Question – In the light of persistence of various types of violence against women in India, discuss the ways in which this issue can be effectively addressed. – 17 November 2021
Violence against women is widespread in India, and women of all ages and social classes, regions and religions suffer from it. According to the National Crime Records Bureau (NCRB)’s ‘Crime in India- 2019’ report, the crime rate against women has increased by 7.3% in the year 2019, with an average of 87 rape cases being reported every day in the country.
Violence has no place in a civilized society. But the number of domestic violence cases every year underscores the worrying situation. People are being tortured behind closed doors of homes in our country. This work is also happening in rural areas, towns, cities and metros. Domestic violence is becoming a legacy from generation to generation across all social classes, genders, races and age groups.
Various forms of violence against women are physical, sexual or psychological including:
- Violence faced in the family including assault; sexual abuse of the girl child in the home; dowry-related violence; marital rape; female genital mutilation and other traditional practices harmful to women; non-spousal violence; and violence related to exploitation.
- violence within the general community, including rape; sexual abuse; Sexual harassment and threats at workplace, educational institutions and other places; trafficking of women; and forced prostitution.
- Physical, sexual and psychological violence for which the State is responsible or neglected by the State, wherever it may be.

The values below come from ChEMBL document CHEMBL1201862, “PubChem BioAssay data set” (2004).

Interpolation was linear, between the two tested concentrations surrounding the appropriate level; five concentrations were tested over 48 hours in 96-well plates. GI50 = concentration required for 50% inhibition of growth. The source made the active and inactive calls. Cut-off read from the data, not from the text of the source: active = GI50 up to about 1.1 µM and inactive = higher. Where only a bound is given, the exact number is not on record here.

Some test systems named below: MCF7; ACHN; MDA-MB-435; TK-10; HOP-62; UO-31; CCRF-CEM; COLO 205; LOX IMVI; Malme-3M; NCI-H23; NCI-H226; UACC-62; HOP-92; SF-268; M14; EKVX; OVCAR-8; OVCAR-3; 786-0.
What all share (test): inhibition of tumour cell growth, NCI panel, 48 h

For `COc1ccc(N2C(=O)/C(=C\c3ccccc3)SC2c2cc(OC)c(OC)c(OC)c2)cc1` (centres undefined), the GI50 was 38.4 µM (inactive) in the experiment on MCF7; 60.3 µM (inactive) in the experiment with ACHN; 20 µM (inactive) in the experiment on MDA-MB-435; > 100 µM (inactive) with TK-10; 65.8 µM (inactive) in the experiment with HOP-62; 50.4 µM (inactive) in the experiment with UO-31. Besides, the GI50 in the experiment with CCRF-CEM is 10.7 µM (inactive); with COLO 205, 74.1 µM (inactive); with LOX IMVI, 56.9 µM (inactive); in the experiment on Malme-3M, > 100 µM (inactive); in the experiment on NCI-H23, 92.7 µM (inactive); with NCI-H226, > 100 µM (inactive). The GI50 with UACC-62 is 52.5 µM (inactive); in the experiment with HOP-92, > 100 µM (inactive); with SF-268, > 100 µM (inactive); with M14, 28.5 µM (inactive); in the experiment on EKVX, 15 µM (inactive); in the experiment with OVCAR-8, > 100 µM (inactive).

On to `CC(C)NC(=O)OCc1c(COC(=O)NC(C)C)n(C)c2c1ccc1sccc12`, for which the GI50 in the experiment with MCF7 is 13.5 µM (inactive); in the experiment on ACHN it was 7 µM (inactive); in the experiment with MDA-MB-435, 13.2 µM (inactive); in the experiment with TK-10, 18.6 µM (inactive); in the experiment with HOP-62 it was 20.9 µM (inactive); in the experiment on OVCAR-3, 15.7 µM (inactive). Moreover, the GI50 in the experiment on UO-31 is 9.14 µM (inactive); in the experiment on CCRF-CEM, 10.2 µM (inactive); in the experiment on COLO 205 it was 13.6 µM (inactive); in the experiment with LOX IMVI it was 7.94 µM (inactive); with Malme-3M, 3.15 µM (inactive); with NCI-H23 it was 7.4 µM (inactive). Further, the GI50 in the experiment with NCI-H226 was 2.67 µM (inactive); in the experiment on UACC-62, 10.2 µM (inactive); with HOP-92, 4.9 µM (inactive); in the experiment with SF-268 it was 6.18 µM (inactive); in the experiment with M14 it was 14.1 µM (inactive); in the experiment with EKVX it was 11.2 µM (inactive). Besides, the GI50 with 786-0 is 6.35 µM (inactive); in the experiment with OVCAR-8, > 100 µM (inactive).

In all societies, poverty, discrimination, ignorance and social unrest serve as a common ground to generate violence against women. Traditional attitudes and cultural beliefs, power relations, economic power imbalances, the mask of women, pornography and the idea of masculinity for male domination help perpetuate this violence.
Ways to address the issue of violence against women include:
- Policy measures aimed at effective implementation with zero-tolerance approach in cases of violence against women, appropriate resources and sexual harassment.
- Attitude change in society through Behavior Change Communication (BCC). There is a need to change the societal norms that often “blame the victim” rather than the perpetrator of violence against women.
- Educating men and boys by raising awareness of violence against women at an early age and changing their attitudes about women’s rights.
- Economic empowerment of women should be initiated with a view to replace discriminatory and restrictive gender norms.
To address this, the Government has enacted the Sexual Harassment of Women at Work (Prevention, Prohibition and Redressal) Act, 2013; The Criminal Law (Amendment) Act, 2013 (also known as the Nirbhaya Act) was brought and the Juvenile Justice Act has been amended in the year 2015. However, effectively addressing this issue requires organized cooperation and action between government and non-governmental actors, including teachers, health care officials, local communities and mass communication.
If we really want to make an “India free from violence against women”, the time has come for us as a nation to collectively discuss this topic. A good approach might be to launch a nationwide, sustainable and prosperous social campaign.